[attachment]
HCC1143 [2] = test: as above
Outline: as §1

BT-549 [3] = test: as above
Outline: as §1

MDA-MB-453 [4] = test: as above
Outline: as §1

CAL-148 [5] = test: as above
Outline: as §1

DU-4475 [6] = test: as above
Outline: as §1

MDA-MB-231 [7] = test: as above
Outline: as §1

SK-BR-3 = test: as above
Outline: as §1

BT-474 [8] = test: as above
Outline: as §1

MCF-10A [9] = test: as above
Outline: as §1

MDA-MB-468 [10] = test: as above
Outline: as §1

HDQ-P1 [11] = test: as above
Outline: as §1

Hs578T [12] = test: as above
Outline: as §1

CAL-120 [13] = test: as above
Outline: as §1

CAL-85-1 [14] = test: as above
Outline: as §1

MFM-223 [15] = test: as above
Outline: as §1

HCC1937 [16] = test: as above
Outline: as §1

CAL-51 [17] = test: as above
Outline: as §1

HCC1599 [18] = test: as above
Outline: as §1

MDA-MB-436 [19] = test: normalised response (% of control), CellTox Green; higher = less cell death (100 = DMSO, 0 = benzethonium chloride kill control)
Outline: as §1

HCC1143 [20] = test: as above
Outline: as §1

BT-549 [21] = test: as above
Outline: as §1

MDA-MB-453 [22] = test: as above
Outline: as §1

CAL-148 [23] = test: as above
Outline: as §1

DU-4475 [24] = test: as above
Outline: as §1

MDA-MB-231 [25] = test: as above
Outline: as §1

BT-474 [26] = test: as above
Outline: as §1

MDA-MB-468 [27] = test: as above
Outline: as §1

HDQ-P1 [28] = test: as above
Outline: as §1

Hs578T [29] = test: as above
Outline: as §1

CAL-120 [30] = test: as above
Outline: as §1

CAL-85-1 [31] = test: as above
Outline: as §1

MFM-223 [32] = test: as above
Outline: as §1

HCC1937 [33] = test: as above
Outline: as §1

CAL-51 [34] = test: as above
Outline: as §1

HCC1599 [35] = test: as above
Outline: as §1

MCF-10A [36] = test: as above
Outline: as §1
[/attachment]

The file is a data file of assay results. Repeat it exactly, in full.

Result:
HCC1143 [2] = test: as above
Outline: as §1

BT-549 [3] = test: as above
Outline: as §1

MDA-MB-453 [4] = test: as above
Outline: as §1

CAL-148 [5] = test: as above
Outline: as §1

DU-4475 [6] = test: as above
Outline: as §1

MDA-MB-231 [7] = test: as above
Outline: as §1

SK-BR-3 = test: as above
Outline: as §1

BT-474 [8] = test: as above
Outline: as §1

MCF-10A [9] = test: as above
Outline: as §1

MDA-MB-468 [10] = test: as above
Outline: as §1

HDQ-P1 [11] = test: as above
Outline: as §1

Hs578T [12] = test: as above
Outline: as §1

CAL-120 [13] = test: as above
Outline: as §1

CAL-85-1 [14] = test: as above
Outline: as §1

MFM-223 [15] = test: as above
Outline: as §1

HCC1937 [16] = test: as above
Outline: as §1

CAL-51 [17] = test: as above
Outline: as §1

HCC1599 [18] = test: as above
Outline: as §1

MDA-MB-436 [19] = test: normalised response (% of control), CellTox Green; higher = less cell death (100 = DMSO, 0 = benzethonium chloride kill control)
Outline: as §1

HCC1143 [20] = test: as above
Outline: as §1

BT-549 [21] = test: as above
Outline: as §1

MDA-MB-453 [22] = test: as above
Outline: as §1

CAL-148 [23] = test: as above
Outline: as §1

DU-4475 [24] = test: as above
Outline: as §1

MDA-MB-231 [25] = test: as above
Outline: as §1

BT-474 [26] = test: as above
Outline: as §1

MDA-MB-468 [27] = test: as above
Outline: as §1

HDQ-P1 [28] = test: as above
Outline: as §1

Hs578T [29] = test: as above
Outline: as §1

CAL-120 [30] = test: as above
Outline: as §1

CAL-85-1 [31] = test: as above
Outline: as §1

MFM-223 [32] = test: as above
Outline: as §1

HCC1937 [33] = test: as above
Outline: as §1

CAL-51 [34] = test: as above
Outline: as §1

HCC1599 [35] = test: as above
Outline: as §1

MCF-10A [36] = test: as above
Outline: as §1